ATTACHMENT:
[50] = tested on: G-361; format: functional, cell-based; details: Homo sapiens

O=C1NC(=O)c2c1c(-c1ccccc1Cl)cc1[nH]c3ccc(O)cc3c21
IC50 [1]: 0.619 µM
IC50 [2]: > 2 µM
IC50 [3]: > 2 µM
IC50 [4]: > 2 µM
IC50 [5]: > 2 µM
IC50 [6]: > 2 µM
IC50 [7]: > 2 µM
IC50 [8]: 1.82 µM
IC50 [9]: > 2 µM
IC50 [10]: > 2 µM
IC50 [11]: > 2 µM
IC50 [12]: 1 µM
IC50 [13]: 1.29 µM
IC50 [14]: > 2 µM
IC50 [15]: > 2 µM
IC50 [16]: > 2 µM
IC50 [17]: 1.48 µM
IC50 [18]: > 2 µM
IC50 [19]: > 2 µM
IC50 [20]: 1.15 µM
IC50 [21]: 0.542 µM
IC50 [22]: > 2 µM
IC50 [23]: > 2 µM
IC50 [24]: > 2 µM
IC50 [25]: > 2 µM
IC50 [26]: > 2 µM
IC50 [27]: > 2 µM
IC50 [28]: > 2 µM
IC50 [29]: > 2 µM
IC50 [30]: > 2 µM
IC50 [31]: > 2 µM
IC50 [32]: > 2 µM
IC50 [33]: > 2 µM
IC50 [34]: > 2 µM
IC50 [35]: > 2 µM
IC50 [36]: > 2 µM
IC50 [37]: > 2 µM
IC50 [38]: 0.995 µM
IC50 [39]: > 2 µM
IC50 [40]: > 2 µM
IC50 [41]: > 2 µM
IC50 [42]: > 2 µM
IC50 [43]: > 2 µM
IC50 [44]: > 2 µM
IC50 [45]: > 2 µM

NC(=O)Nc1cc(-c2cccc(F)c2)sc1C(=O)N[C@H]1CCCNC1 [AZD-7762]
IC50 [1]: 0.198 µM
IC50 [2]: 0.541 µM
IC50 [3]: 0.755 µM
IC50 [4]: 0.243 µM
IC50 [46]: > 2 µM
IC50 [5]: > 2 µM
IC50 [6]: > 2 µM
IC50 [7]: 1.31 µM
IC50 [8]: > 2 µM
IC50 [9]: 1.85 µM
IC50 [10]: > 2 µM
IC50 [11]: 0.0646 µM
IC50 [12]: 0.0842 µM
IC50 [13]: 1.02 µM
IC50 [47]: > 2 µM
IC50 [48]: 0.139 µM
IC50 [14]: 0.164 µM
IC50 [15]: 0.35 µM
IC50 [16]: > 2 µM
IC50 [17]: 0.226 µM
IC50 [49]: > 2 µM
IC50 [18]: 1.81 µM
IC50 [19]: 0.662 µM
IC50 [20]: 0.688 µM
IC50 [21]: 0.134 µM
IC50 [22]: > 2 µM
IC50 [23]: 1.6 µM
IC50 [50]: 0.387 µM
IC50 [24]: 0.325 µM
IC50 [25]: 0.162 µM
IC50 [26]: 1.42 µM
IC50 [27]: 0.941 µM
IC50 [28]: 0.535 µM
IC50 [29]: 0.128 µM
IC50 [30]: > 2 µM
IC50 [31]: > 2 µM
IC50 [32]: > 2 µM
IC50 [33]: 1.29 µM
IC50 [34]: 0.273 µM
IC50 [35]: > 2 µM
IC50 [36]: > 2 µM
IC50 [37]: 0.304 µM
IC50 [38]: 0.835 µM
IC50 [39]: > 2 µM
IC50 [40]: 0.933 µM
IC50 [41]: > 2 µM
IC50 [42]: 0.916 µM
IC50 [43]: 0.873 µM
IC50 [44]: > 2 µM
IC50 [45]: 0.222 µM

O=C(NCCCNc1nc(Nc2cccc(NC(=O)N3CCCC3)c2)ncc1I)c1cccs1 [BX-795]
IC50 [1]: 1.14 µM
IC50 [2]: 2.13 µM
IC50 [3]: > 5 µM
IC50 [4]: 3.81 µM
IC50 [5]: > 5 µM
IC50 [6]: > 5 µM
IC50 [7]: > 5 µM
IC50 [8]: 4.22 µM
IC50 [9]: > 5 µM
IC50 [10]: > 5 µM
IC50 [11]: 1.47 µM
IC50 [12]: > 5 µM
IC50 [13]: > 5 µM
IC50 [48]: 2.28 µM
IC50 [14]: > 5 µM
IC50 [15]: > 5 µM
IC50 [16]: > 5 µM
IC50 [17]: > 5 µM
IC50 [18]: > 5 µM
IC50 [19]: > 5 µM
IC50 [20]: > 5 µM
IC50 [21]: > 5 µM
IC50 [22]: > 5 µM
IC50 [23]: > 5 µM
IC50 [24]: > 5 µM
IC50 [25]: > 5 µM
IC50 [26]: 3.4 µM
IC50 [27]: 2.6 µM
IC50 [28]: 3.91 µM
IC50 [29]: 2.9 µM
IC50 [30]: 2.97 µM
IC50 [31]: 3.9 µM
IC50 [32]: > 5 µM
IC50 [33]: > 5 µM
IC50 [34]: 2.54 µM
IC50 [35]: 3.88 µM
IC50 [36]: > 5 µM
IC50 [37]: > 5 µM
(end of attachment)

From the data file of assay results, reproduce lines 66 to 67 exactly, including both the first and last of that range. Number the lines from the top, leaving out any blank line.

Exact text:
IC50 [15]: 0.35 µM
IC50 [16]: > 2 µM